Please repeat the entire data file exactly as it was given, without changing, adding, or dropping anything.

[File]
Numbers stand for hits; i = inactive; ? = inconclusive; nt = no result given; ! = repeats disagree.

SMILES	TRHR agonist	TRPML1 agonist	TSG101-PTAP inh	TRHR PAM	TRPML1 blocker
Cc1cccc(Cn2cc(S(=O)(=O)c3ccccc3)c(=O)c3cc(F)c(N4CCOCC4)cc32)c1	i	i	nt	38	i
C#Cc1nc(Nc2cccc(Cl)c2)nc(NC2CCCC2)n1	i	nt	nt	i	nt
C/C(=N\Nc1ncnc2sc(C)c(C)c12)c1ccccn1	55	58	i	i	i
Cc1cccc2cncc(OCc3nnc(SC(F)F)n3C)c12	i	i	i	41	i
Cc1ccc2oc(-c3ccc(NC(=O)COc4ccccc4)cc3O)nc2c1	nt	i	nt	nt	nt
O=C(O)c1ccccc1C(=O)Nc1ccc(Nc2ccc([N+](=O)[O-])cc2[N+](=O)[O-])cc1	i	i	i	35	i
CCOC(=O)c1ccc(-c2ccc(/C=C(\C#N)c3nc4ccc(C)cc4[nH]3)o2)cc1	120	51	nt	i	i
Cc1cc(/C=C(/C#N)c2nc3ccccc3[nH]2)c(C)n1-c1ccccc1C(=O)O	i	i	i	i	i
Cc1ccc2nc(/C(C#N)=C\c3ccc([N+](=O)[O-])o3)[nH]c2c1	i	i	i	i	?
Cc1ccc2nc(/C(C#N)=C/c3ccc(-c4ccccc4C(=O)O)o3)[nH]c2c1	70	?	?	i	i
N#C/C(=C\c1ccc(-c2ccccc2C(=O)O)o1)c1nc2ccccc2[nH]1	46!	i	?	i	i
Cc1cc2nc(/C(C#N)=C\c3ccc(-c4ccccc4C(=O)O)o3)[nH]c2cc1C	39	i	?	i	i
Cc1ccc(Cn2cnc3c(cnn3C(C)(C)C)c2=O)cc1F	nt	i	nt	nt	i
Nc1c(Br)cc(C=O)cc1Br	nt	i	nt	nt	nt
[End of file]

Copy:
Numbers stand for hits; i = inactive; ? = inconclusive; nt = no result given; ! = repeats disagree.

SMILES	TRHR agonist	TRPML1 agonist	TSG101-PTAP inh	TRHR PAM	TRPML1 blocker
Cc1cccc(Cn2cc(S(=O)(=O)c3ccccc3)c(=O)c3cc(F)c(N4CCOCC4)cc32)c1	i	i	nt	38	i
C#Cc1nc(Nc2cccc(Cl)c2)nc(NC2CCCC2)n1	i	nt	nt	i	nt
C/C(=N\Nc1ncnc2sc(C)c(C)c12)c1ccccn1	55	58	i	i	i
Cc1cccc2cncc(OCc3nnc(SC(F)F)n3C)c12	i	i	i	41	i
Cc1ccc2oc(-c3ccc(NC(=O)COc4ccccc4)cc3O)nc2c1	nt	i	nt	nt	nt
O=C(O)c1ccccc1C(=O)Nc1ccc(Nc2ccc([N+](=O)[O-])cc2[N+](=O)[O-])cc1	i	i	i	35	i
CCOC(=O)c1ccc(-c2ccc(/C=C(\C#N)c3nc4ccc(C)cc4[nH]3)o2)cc1	120	51	nt	i	i
Cc1cc(/C=C(/C#N)c2nc3ccccc3[nH]2)c(C)n1-c1ccccc1C(=O)O	i	i	i	i	i
Cc1ccc2nc(/C(C#N)=C\c3ccc([N+](=O)[O-])o3)[nH]c2c1	i	i	i	i	?
Cc1ccc2nc(/C(C#N)=C/c3ccc(-c4ccccc4C(=O)O)o3)[nH]c2c1	70	?	?	i	i
N#C/C(=C\c1ccc(-c2ccccc2C(=O)O)o1)c1nc2ccccc2[nH]1	46!	i	?	i	i
Cc1cc2nc(/C(C#N)=C\c3ccc(-c4ccccc4C(=O)O)o3)[nH]c2cc1C	39	i	?	i	i
Cc1ccc(Cn2cnc3c(cnn3C(C)(C)C)c2=O)cc1F	nt	i	nt	nt	i
Nc1c(Br)cc(C=O)cc1Br	nt	i	nt	nt	nt